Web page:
Temporary, Once Again

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Every season is a rehearsal for next year.

When in doubt wear red. — Bill Blass

October Light

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Every season offers special delights, none more so than Autumn.

My favorite color is October. —unknown

October is a hallelujah! —John Nichols


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After a long dry summer, autumn is a hopeful change.

Darn the wheel of the world! Why must it continually turn over? Where is the reverse gear? —Jack London

Last Kiss of Summer


I didn’t imagine raindrops against the roof last night, but they were small kisses, and gone by mid-morning. Too Little, Too Late will be the epitaph for this summer.


Let the rain kiss you. Let the rain beat upon your head with silver liquid drops. Let the rain sing you a lullaby. —Langston Hughes

The Other Monochrome

OR-0905-2015-007 WPCWhen I saw the theme for this week’s Photo Challenge—monochromatic—my conditioned brain said “That’s black and white,” and the leaf shown here was developed to accompany my post. I didn’t think about color for a second, until I read further and was reminded of the definition of monochrome—a photograph or picture developed or executed in black and white or in varying tones of only one color. So, while I presented two shots in color, just thinking about B&W reminded me of how I started out in photography. They’re nice memories.

The first rolls of film I shot on 35mm were a combination of Tri-X, Plus-X, and Panatomic-X; this was during the early 1970s, when Kodak was still The Great Yellow Father. I wasn’t attracted to black and white because I saw things in a range of  gray tones, but because it was cheap. I was just another poor student who didn’t give color a thought. I’d go out at any time of the day (and night) just to enjoy shooting. Anything could be interesting when it only cost pennies.

Later, after I discovered the pleasures of Kodachrome slide film, I continued using black and white, but not as often. After a while I abandoned it altogether (it was never a close relationship, honestly), and though I kept the reels and tanks and graduates from my darkroom just in case, their futures weren’t long. I loved the pictures, but hated the process.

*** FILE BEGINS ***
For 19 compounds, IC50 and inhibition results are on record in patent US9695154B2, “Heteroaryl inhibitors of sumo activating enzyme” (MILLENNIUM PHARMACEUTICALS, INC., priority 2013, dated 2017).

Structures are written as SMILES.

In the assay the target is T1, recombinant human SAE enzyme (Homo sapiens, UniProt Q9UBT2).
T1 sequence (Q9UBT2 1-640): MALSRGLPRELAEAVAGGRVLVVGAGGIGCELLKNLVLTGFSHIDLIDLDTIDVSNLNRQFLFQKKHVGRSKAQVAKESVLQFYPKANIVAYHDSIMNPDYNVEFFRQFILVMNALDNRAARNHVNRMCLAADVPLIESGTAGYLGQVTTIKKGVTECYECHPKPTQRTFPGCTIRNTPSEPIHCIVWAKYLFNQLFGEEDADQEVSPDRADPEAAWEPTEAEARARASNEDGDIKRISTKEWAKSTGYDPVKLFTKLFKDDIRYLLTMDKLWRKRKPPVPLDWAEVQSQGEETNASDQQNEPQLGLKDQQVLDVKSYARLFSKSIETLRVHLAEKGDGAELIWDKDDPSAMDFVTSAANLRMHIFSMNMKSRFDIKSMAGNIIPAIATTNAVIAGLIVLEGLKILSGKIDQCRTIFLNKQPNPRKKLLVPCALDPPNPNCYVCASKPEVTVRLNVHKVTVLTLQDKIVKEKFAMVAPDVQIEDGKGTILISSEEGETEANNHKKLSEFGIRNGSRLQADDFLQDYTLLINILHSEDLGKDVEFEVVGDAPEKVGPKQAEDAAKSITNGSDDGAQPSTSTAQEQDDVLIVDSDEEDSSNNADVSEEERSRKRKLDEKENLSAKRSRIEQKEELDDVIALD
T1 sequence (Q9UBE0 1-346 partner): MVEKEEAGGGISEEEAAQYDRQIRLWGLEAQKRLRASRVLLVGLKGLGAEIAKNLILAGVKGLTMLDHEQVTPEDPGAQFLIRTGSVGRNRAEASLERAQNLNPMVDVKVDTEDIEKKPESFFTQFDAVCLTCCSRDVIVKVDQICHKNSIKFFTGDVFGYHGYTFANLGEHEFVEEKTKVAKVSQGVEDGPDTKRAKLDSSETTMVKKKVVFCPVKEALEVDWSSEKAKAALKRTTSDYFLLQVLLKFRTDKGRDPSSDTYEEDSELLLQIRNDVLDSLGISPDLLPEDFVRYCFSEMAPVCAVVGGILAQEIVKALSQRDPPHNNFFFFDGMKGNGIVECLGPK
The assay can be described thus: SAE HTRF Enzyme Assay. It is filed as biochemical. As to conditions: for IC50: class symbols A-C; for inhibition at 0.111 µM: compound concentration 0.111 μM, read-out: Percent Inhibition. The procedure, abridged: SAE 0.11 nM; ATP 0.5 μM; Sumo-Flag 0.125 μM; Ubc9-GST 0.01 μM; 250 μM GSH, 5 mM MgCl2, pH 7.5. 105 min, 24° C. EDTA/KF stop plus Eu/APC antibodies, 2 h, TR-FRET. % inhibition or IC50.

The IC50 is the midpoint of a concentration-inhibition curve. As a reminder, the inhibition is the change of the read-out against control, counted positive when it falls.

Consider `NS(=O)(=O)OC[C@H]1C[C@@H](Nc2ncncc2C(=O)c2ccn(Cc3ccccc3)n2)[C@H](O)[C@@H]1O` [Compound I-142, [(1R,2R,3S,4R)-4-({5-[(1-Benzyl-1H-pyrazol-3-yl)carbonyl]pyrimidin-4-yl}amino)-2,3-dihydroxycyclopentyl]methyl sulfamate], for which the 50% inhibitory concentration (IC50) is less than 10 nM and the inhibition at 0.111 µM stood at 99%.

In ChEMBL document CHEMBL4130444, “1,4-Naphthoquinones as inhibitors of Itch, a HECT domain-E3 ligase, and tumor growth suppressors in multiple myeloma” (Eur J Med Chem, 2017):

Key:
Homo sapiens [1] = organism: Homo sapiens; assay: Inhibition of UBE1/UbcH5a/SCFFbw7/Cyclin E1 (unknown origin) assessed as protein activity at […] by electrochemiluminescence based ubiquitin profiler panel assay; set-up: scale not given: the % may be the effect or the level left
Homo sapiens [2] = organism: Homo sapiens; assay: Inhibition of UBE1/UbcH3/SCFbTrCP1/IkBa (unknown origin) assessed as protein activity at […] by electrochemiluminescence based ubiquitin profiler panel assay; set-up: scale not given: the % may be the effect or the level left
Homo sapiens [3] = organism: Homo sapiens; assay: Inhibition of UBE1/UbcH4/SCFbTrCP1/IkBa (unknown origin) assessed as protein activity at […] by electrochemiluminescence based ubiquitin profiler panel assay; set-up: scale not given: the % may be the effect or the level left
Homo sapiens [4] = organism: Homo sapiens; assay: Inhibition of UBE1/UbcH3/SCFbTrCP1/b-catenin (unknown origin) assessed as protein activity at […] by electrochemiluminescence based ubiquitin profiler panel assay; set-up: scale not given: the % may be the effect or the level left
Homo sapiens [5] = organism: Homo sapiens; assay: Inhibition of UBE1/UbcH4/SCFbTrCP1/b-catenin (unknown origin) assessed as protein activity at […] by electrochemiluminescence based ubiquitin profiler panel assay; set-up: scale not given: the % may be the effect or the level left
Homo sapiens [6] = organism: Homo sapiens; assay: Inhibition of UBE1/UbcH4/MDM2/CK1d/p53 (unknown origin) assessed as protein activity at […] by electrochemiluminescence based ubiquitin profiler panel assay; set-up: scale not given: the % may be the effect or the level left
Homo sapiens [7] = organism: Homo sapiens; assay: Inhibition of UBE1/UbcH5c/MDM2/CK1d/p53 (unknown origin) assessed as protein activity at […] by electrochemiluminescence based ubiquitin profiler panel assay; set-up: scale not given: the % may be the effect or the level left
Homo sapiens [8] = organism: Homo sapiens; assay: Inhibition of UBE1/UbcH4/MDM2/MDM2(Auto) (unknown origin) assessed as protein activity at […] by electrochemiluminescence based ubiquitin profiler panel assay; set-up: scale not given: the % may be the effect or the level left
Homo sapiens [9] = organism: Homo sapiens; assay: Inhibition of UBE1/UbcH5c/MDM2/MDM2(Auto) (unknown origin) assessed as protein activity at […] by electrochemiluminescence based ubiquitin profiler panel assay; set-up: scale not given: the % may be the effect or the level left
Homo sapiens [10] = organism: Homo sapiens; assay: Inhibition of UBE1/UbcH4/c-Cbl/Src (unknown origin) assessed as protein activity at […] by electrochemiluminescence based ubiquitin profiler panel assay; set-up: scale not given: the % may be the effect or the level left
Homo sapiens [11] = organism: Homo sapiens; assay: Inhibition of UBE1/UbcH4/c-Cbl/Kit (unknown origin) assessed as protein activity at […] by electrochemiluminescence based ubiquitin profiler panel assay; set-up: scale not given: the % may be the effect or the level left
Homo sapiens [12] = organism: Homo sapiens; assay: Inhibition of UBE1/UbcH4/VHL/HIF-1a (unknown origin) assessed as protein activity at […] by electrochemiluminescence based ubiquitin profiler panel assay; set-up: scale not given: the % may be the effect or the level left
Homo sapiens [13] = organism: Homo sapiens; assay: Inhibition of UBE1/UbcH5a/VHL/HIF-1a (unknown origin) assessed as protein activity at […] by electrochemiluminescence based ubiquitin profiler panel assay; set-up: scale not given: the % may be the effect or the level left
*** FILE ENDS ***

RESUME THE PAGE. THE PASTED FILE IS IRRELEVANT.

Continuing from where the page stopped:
The better part of those early experiences was earning an appreciation for black and white. Color wasn’t, and isn’t, better, it is different, and vice versa. I think that fits into the definition of monochrome pretty well.

Photography is a medium, a language, through which I might come to experience directly, live more closely with, the interaction between myself and nature. —Paul Caponigro

Of Birds and Trees

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Drought is in the news so often that the word has lost much of its power to truly shock people—unless they’re in one. I’ve lived in Oregon’s Willamette Valley all my life, and dry isn’t something we have very often—rain has traditionally grabbed the headlines. After a while everyone knew “it” rained here ten months out of the year. Oregonians warned newcomers not to ride their bikes during the winter, lest they fall off and drown.

As this summer winds down, we’ve received less than half of our so-called normal rainfall to date. Following dry seasons the past several years, we’re now hearing another word: trend. If you follow the weather channels, you know about the devastating wildfires that have burned vast areas here and in our neighbor, Washington state. The list goes on, of course. Today, when I looked at the extended forecast for the balance of September, I quickly saw that warm and dry are predicted to continue until October.

You don’t hear rain jokes any more.

Outwardly, the drought hasn’t affected the black-tailed deer that rely on our yard (and garden, when we forget to shut the gate) for a portion of their food, and water, but I don’t witness nature with a naturalist’s eyes—what am I missing? What of the birds who frequent our feeders? And the new generation of gray squirrels? There’s the start of another long and sobering list.

If I could chose only one sign to remember this parched summer by, it would be the brown dead leaves that are prematurely carpeting the ground. These specimens have been hurt. Bruised by the heat, sapped of all moisture. And as I was attracted to them as subjects for my camera, I found this one, with a tiny bird’s feather attached, and was reminded how they are connected to those deer and birds and squirrels (and on and on, microscopically).

There’s a word for that, too. Breathtaking.

The fate of animals is of greater importance to me than the fear of appearing ridiculous; it is indissolubly connected with the fate of men.
Émile Zola

And Nothing In Between


The leaf was a holdover from last autumn, clinging stubbornly to the past at the top of the tree or caught in tall grass at the edge of our yard, but when I brought it to the house and set in on the wooden bench by the back door it became a study in contrasts in the morning sunlight. I definitely saw a lion when I flipped it over, but I prefer this version.

If everything isn’t black and white, I say,
‘Why the hell not?’—John Wayne



Examine any thing in nature, and you’ll see the intricate alongside the infinite.

Details create the big picture.
—Sanford I. Weill